Supernova Remnant N132D

Comments and questions about the APOD on the main view screen.
dlw
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Supernova Remnant N132D

Post by dlw » Tue Oct 25, 2005 4:18 pm

I am intrigued by the statement in the Oct 25 APOD:

"The expanding shell from this explosion now spans 80 light-years and has swept up about 600 Suns worth of mass."

How is this "swept up mass" estimated? Is there perhaps a deceleration of the ejected matter that can be observed?

Is this "swept up mass" related to so-called dark matter? If so, does this provide a way to estimate the density of dark matter, at least in certain regions?

Just curious.

Storm_norm
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Re: Supernova Remnant N132D

Post by Storm_norm » Wed Oct 26, 2005 12:10 am

dlw wrote:I am intrigued by the statement in the Oct 25 APOD:

"The expanding shell from this explosion now spans 80 light-years and has swept up about 600 Suns worth of mass."

How is this "swept up mass" estimated? Is there perhaps a deceleration of the ejected matter that can be observed?

Is this "swept up mass" related to so-called dark matter? If so, does this provide a way to estimate the density of dark matter, at least in certain regions?

Just curious.

just at a glance, I would think it means that it picked up all that dust along the way, and that dust (visible or invisible) just adds up to all that mass. I think the question is: is that matter flowing along with the wave??? if so, how much matter can it pick up and move and for how long?

S. Bilderback
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Post by S. Bilderback » Wed Oct 26, 2005 12:11 am

The 600 solar masses is the amount of mass contained in the expanding shell from both the material ejected from the nova and the other nebula gasses that were displaced from the shock wave. Dark matter isn't an issue here.

sylvester
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Supernova Remnant N132D - 25 October 2005

Post by sylvester » Wed Oct 26, 2005 8:19 pm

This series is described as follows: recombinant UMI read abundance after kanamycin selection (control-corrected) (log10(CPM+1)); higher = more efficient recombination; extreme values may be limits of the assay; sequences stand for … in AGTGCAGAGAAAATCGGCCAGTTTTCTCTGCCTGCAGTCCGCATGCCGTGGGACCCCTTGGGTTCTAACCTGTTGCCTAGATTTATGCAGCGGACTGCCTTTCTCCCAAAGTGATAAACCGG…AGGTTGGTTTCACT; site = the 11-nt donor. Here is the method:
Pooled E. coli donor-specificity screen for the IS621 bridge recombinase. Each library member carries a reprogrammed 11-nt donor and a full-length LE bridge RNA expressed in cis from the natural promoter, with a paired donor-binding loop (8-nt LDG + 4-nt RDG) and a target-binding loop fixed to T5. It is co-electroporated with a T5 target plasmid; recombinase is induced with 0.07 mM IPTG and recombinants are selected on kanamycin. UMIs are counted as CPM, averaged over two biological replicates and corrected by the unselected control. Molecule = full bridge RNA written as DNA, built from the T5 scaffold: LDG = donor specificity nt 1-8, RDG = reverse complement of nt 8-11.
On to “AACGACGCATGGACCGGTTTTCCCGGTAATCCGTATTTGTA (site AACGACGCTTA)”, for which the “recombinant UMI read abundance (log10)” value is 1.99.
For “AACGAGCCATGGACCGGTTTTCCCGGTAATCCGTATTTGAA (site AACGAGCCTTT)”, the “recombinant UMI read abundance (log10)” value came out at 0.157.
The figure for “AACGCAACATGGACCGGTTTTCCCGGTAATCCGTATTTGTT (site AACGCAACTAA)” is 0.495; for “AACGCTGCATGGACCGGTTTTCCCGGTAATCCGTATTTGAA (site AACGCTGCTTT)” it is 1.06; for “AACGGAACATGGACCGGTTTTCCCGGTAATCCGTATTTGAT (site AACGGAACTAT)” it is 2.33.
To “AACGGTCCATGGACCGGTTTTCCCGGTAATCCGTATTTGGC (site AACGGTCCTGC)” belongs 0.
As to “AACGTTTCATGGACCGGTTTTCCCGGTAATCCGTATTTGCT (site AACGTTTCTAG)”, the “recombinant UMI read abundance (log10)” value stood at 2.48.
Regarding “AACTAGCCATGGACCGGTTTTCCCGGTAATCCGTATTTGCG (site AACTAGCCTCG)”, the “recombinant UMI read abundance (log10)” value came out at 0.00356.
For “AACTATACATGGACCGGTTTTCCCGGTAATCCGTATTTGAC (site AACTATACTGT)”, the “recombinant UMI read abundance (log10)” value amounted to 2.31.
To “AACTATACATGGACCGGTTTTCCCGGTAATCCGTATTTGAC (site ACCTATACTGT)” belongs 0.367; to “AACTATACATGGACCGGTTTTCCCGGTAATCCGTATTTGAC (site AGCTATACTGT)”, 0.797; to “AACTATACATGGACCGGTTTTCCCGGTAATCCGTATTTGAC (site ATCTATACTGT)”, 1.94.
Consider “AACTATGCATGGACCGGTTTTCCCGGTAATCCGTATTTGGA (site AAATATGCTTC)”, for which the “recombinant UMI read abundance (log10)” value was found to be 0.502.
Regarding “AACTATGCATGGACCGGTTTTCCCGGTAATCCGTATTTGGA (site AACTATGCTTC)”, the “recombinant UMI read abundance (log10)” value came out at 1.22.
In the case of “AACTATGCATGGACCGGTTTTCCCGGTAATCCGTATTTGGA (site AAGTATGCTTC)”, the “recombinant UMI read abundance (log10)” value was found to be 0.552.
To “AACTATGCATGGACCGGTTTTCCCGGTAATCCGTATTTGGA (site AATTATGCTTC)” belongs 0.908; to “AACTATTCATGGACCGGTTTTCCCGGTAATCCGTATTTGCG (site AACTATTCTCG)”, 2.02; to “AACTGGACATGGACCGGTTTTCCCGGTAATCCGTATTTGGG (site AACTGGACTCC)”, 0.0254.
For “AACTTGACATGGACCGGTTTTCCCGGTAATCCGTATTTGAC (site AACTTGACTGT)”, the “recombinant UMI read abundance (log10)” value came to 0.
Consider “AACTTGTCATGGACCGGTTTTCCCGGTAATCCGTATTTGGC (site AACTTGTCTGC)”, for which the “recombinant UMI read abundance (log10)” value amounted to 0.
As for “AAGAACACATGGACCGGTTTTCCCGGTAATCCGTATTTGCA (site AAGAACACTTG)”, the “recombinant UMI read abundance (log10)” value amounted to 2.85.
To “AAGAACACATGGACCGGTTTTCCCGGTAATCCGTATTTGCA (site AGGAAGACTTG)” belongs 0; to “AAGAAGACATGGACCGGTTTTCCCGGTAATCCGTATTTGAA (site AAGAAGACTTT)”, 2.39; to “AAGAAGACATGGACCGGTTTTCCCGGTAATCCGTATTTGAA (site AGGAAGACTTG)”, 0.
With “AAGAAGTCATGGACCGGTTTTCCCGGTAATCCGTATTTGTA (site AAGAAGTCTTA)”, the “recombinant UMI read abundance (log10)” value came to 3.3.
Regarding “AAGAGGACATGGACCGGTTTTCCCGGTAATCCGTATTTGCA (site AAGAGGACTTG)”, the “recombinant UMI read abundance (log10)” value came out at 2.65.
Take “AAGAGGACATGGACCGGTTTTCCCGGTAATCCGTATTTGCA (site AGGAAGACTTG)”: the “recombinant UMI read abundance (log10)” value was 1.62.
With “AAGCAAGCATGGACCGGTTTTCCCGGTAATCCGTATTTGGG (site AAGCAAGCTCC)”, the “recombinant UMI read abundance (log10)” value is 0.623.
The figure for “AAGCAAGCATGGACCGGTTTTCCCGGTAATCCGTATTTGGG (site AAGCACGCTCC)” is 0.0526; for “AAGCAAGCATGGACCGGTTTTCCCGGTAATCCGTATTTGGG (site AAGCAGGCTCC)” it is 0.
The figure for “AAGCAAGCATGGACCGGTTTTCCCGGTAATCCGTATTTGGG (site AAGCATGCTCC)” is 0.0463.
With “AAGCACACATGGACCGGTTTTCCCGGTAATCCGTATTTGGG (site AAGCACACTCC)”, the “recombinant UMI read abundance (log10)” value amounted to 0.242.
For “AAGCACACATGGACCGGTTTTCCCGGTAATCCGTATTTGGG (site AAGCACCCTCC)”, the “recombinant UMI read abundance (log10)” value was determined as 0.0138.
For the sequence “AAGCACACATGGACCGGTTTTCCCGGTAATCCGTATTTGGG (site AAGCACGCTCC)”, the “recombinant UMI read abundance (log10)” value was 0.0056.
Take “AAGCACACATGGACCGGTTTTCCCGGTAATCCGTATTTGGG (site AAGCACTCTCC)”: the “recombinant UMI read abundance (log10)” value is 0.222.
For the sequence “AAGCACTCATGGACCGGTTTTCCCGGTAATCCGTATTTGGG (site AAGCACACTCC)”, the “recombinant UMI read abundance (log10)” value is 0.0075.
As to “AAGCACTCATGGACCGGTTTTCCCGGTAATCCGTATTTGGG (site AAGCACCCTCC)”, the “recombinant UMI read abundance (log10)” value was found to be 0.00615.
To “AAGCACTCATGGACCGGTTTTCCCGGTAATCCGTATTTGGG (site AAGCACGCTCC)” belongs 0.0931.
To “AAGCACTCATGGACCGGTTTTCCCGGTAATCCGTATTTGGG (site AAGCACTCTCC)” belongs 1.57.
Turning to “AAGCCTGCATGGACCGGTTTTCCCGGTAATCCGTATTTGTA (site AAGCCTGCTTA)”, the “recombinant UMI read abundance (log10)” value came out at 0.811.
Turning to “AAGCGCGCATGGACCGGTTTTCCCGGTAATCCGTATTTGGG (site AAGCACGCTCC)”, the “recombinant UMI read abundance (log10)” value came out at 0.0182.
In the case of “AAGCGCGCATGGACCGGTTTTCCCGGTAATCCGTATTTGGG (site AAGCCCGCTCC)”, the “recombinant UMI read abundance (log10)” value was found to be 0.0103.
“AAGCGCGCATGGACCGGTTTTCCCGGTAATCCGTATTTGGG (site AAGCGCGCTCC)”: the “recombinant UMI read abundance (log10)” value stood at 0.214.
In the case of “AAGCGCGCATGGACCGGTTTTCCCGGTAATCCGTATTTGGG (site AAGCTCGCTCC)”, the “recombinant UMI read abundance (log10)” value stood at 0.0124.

Very near the top right hand corner, almost on the diagonal, is a comet-like streak.

What could this be?

S. Bilderback
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Post by S. Bilderback » Wed Oct 26, 2005 9:12 pm

Is it the small hook above the 2 vertical yellow stars just to the left to the bright yellow star?

DianneManning
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Nova-Supernova-Hypernova?

Post by DianneManning » Wed Oct 26, 2005 9:55 pm

It seems in my memory that when I was a young woman in college, we learned that a star explosion was called a "Nova," and that a few really large ones were named "Supernovae." But now I seem never to hear of a simple Nova. Instead, everything seems to be a Supernova, and there is talk of even a Hypernova from time to time. Has the term "Nova" been relegated to history?
- Dianne

S. Bilderback
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Post by S. Bilderback » Thu Oct 27, 2005 1:11 am

The terns are sometime misused, or the term nova is used as a general word for all nova types.

Nova: exploding star producing a dwarf of various types
Super Nova: creates a neutron star
Hyper nova: creates a black hole

S. Bilderback
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Re: Supernova Remnant N132D - 25 October 2005

Post by S. Bilderback » Tue Nov 01, 2005 12:47 pm

sylvester wrote:Very near the top right hand corner, almost on the diagonal, is a comet-like streak.

What could this be?
http://www1.nasa.gov/images/content/137 ... s_full.jpg

This might explain what it is.

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orin stepanek
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Post by orin stepanek » Tue Nov 01, 2005 2:13 pm

80 light years would most likely reach other star systems. Would these remnant gasses affect other worlds; or would they be too rarefied to be an effect???
Orin

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Re: Supernova Remnant N132D - 25 October 2005

Post by crosscountry » Tue Nov 01, 2005 3:04 pm

S. Bilderback wrote:
sylvester wrote:Very near the top right hand corner, almost on the diagonal, is a comet-like streak.

What could this be?
http://www1.nasa.gov/images/content/137 ... s_full.jpg

This might explain what it is.


there is too much blue in that picture.

S. Bilderback
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Post by S. Bilderback » Wed Nov 02, 2005 2:33 am

It would be no different than our solar system; the Suns heliosphere protects us via the solar winds.